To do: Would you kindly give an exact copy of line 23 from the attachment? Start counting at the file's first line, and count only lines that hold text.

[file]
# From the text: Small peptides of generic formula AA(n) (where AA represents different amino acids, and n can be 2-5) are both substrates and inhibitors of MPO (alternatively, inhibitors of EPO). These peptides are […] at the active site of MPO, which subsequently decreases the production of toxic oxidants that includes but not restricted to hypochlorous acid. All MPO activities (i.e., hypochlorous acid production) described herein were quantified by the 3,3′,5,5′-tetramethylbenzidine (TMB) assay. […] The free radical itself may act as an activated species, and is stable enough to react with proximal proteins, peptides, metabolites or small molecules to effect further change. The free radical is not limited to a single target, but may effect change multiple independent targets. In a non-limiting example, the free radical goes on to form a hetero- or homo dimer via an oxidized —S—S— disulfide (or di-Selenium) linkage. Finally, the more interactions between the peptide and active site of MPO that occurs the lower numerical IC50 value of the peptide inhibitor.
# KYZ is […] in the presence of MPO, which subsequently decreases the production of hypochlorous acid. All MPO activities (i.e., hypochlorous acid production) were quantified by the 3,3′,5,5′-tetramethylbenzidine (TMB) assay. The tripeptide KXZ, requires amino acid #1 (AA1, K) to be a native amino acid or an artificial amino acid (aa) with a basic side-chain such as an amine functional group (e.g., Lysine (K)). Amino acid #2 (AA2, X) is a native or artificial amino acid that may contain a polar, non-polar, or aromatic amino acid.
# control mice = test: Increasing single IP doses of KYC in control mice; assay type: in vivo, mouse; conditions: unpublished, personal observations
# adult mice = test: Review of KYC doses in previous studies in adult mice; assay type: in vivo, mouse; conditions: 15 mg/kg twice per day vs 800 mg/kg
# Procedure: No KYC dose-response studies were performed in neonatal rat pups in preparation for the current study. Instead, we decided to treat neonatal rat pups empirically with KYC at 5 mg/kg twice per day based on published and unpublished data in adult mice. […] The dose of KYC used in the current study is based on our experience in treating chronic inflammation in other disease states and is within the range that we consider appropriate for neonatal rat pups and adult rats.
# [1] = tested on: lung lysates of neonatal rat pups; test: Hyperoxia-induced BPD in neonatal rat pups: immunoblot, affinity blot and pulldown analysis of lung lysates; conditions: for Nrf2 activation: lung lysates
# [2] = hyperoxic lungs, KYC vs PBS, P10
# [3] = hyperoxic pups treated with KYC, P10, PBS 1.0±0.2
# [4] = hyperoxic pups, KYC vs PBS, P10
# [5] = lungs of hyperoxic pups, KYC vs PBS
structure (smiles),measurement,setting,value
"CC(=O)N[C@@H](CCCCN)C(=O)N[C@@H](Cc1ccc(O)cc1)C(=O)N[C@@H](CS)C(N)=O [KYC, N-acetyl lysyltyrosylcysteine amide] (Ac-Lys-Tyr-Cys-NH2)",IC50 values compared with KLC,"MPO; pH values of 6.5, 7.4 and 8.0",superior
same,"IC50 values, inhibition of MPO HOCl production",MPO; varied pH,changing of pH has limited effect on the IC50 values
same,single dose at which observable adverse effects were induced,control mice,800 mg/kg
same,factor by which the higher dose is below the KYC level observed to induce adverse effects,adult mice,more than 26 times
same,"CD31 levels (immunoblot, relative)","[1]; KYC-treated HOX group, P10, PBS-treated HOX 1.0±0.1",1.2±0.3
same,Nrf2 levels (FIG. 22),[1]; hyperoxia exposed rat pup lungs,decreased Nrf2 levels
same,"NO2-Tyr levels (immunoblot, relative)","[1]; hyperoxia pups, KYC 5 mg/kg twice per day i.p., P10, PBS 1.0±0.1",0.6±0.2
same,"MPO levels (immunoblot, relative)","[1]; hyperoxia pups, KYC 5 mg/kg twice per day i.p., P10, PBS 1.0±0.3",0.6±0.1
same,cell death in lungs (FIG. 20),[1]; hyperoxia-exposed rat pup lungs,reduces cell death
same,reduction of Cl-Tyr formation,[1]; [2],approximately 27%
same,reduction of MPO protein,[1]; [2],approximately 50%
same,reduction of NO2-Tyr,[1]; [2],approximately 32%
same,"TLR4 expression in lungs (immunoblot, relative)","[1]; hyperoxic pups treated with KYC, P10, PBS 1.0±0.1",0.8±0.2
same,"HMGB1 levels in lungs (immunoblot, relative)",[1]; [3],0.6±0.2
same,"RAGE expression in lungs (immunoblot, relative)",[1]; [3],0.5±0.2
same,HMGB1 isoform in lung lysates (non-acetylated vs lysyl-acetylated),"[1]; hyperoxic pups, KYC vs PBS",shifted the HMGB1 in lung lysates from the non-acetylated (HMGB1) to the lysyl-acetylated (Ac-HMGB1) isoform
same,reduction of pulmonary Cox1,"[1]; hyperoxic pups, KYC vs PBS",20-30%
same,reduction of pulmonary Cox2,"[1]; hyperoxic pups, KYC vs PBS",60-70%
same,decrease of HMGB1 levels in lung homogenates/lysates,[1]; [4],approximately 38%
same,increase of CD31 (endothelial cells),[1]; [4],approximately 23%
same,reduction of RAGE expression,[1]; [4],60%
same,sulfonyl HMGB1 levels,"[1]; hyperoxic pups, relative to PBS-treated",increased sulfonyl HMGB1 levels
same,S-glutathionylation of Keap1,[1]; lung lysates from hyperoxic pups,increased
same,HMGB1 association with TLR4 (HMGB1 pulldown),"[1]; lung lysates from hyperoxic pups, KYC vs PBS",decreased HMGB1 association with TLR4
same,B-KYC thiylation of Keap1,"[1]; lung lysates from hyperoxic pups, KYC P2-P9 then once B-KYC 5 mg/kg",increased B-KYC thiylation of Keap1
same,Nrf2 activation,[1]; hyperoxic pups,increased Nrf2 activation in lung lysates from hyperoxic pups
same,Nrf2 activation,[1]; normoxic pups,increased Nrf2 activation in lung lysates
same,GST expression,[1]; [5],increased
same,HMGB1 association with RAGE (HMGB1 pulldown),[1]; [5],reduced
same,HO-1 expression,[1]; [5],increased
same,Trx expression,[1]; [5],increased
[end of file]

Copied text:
same,reduction of NO2-Tyr,[1]; [2],approximately 32%